Safe and Sound

Bank 21

Carrollton, MO
5
Star Rating
Carrollton, MO-based Bank 21 is an FDIC-insured bank founded in 1912. Regulatory filings show the bank having equity of $9.1 million on assets of $117.2 million, as of June 30, 2017.

With 38 full-time employees in 5 offices in MO, the bank holds loans and leases worth $102.1 million, including real estate loans of $75.5 million. U.S. bank customers currently have $105.8 million in deposits with the bank.

Overall, Bankrate believes that, as of June 30, 2017, Bank 21 exhibited a superior condition, earning a full 5 stars for safety and soundness. Keep reading for a look at how the bank did on the three key criteria Bankrate used to grade U.S. banks on safety and soundness.

WHAT IS
SAFE AND SOUND?

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THE INSTITUTION'S SCORE

Capital Score

Capital is a key measurement of an institution's financial fortitude. It acts as a buffer against losses and affords protection for depositors during periods of financial trouble for the bank. When it comes to safety and soundness, the more capital, the better.
Bank 21 received a score of 6 out of a possible 30 points on our test to measure the adequacy of a bank's capital, coming in below the national average of 13.38.

One way to measure this buffer is looking at a bank's Tier 1 capital ratio. Bank 21's Tier 1 capital ratio was 9.75 percent, exceeding the 6 percent level considered adequate by regulators, but under the national average of 25.16 percent. The higher the capital ratio, the better the bank will be able to stand up to economic headwinds.

Overall, Bank 21 held equity amounting to 7.74 percent of its assets, which was lower than the national average of 12.10 percent.

Asset Quality Score

In this test, Bankrate tries to determine the impact of troubled assets, such as past-due mortgages, on the bank's loan loss reserves and overall capitalization.

Having a large number of these types of assets means a bank could have to use capital to cover losses, shrinking its equity buffer. Many of those assets are also likely to be in non-accrual status and no longer earning money, decreasing earnings and increasing the risk of a failure in the future.

On Bankrate's test of asset quality, Bank 21 scored 40 out of a possible 40 points, better than the national average of 37.62 points.

A helpful indicator of asset quality is the percentage of problem assets a bank holds compared to its total assets. As of June 30, 2017, 0.07 percent of Bank 21's loans were noncurrent -- in other words, they were more than 90 days past due or were in non-accrual status. That's below the national average of 1.04 percent.

Banks keep a reserve to deal with problem assets known as an "allowance for loan and lease losses." Comparing the that reserve's size to the total amount of problematic loans can be a widely used indicator when evaluating a bank's ability to manage troubled assets. Bank 21's loan loss allowance was 1,749.35 percent of its total noncurrent loans, higher than the national average. All things being equal, a higher ratio of loan loss allowance to noncurrent loans is better.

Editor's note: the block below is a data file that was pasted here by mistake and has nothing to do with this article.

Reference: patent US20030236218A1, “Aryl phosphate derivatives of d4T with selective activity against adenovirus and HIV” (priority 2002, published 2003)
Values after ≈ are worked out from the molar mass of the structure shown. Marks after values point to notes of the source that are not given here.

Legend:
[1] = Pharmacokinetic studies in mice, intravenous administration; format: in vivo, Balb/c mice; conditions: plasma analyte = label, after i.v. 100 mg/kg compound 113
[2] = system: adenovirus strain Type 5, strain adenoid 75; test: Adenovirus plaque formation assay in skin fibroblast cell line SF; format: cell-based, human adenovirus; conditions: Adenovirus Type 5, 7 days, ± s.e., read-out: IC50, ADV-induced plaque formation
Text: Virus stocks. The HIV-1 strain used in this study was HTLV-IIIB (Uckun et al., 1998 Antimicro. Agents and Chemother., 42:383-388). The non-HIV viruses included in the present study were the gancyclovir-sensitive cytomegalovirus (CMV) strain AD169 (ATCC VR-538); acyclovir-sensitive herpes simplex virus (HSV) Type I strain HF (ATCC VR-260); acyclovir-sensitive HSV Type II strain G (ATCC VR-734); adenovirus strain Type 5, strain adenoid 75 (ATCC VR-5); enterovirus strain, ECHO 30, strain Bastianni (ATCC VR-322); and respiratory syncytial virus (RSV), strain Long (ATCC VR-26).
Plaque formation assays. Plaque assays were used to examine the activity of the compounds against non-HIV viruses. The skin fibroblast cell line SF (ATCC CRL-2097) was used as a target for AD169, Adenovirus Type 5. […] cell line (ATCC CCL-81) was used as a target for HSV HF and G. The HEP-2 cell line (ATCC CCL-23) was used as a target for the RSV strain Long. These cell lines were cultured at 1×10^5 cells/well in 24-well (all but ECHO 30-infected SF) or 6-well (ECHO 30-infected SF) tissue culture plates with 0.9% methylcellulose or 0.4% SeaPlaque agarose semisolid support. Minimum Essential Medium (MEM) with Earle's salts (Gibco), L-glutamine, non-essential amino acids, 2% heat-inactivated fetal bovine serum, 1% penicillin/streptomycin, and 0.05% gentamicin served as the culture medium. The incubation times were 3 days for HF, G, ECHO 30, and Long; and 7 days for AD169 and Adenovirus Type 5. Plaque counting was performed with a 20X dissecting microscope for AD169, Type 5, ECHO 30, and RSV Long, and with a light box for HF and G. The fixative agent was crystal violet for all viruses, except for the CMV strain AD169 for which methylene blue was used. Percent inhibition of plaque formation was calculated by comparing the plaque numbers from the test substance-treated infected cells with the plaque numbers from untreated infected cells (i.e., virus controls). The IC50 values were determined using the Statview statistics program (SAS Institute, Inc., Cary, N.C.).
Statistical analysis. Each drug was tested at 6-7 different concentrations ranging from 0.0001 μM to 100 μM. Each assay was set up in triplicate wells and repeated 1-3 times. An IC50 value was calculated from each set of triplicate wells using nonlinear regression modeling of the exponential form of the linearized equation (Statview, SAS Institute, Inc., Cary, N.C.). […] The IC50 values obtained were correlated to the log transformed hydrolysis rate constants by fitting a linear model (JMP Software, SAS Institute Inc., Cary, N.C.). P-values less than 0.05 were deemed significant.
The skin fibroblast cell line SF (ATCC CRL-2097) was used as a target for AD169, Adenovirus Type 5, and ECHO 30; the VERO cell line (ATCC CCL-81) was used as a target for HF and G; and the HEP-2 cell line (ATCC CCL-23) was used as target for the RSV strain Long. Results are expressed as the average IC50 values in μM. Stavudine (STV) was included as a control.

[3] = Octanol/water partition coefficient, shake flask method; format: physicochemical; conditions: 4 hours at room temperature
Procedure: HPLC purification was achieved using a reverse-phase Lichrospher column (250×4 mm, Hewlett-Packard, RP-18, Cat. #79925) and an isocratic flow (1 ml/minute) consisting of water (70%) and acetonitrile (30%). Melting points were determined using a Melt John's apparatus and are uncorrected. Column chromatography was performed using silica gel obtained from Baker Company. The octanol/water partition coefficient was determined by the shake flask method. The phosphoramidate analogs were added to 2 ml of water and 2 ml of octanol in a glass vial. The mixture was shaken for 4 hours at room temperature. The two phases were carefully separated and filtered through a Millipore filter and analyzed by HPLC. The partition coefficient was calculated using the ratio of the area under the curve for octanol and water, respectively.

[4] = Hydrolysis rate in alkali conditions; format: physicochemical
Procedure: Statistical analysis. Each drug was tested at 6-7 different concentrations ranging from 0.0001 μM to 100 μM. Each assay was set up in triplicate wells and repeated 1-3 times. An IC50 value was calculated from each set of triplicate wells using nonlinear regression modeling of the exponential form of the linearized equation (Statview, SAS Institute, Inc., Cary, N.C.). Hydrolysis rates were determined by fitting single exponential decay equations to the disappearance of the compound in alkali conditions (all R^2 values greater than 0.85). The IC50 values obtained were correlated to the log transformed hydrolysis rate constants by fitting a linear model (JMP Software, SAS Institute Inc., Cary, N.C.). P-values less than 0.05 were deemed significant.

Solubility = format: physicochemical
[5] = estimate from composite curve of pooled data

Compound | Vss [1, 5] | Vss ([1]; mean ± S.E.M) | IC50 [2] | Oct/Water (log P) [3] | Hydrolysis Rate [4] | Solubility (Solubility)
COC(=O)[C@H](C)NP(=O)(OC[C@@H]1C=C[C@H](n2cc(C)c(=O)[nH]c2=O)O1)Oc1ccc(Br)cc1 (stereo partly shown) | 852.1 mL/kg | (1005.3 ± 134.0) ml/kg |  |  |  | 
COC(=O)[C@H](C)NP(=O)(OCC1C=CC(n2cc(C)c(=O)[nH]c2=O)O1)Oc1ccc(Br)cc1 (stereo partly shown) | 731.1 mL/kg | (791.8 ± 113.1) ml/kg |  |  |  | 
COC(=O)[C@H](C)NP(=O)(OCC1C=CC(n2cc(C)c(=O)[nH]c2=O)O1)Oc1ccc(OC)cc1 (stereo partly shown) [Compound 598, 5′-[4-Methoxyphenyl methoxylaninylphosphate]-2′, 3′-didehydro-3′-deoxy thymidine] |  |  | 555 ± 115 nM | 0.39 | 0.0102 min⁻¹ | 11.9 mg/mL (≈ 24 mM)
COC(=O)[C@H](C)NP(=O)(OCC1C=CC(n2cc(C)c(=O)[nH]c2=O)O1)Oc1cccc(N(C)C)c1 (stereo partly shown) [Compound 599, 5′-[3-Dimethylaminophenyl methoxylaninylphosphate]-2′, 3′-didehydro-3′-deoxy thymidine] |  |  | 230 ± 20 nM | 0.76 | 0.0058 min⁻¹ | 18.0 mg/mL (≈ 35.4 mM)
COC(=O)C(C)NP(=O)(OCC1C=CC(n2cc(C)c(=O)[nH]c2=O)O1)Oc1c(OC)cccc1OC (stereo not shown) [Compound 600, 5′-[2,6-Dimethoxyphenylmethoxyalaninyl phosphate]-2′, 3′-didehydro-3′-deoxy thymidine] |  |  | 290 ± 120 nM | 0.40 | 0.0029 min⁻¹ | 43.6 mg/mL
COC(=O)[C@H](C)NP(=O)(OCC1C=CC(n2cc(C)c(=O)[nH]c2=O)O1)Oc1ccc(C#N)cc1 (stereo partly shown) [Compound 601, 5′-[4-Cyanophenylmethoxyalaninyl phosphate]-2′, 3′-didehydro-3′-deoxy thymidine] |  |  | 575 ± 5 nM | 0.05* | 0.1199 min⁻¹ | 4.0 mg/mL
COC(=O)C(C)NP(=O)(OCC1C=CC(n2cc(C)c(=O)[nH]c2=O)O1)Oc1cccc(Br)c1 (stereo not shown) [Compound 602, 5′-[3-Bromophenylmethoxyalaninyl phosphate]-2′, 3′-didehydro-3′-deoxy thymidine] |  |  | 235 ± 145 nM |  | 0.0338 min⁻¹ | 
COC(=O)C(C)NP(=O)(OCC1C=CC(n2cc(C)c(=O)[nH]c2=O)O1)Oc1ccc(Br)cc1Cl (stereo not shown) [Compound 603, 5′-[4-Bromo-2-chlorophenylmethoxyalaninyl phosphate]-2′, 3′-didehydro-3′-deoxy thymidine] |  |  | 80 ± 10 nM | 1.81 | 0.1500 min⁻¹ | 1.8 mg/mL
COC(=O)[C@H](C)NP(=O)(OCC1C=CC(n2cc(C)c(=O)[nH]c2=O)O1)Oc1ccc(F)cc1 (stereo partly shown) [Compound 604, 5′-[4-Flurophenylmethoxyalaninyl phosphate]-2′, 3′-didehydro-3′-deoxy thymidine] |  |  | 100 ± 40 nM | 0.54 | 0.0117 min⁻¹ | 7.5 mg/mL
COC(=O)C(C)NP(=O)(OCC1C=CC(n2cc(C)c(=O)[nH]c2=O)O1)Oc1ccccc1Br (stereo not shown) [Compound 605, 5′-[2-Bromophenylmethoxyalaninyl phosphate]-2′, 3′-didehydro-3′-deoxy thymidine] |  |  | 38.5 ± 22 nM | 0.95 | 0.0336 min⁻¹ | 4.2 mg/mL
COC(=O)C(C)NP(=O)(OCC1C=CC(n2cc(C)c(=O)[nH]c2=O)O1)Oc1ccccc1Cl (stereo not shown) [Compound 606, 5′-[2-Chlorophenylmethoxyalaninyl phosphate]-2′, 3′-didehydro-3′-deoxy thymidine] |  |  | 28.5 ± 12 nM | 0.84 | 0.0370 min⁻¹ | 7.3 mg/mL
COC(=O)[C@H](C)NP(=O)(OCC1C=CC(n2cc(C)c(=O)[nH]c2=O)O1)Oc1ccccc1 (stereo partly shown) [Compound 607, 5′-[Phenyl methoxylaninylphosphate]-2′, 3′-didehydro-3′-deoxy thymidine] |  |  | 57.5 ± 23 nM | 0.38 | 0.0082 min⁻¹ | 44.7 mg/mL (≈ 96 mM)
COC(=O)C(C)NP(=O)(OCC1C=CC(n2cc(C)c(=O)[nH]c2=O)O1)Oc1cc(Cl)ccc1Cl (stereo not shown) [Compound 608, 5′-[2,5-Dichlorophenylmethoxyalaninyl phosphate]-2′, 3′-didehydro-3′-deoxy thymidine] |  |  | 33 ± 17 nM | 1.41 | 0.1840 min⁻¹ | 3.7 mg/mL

Earnings score

A bank's ability to earn money has an effect on its safety and soundness. Earnings can be retained by the bank, increasing its capital cushion, or be used to address problematic loans, likely making the bank better prepared to withstand economic shocks. However, banks that are losing money have less ability to do those things.

On Bankrate's test of earnings, Bank 21 scored 28 out of a possible 30, beating the national average of 16.52.

Return on equity, calculated by dividing net income (profit, essentially) by the total amount of equity, is one key measure of a bank's earnings. The most recent annualized quarterly return on equity for Bank 21 was 19.29 percent, above the national average of 9.28 percent.

The bank reported net income of $874,000 on total equity of $9.1 million for the twelve months ended June 30, 2017. The bank had an annualized return on average assets, or ROA, of 1.55 percent, above the 1 percent deemed satisfactory in accordance with industry standards, and above the average for U.S. banks of 1.14 percent.

WHAT IS SAFE & SOUND?

Bankrate.com's Safe & Sound Ratings provide a star rating system to evaluate the current financial status of financial institutions. The information gathered about banks, credit unions and thrifts is updated as set forth in the Terms of Use of Safe & Sound Ratings and Reports. The Safe & Sound Ratings information is grouped by categories of banks, thrifts and credit unions.

Scoring methodology

Bankrate.com evaluates the financial condition of institutions and assigns a one- to five-star rating for each with five stars representing the highest rating. Institutions with satisfactory performance will generally receive a rating of three or more stars. The majority of institutions fall into the three- to four-star range. An institution with an "NR" rating may be too new to rate or may have limited the publicly available information in their regulatory filings. The "NR" is not an indication of financial strength or weakness. The Safe & Sound rating is believed to be reliable, but the information is not guaranteed. In addition, events since the information was collected may have altered the institution's financial condition.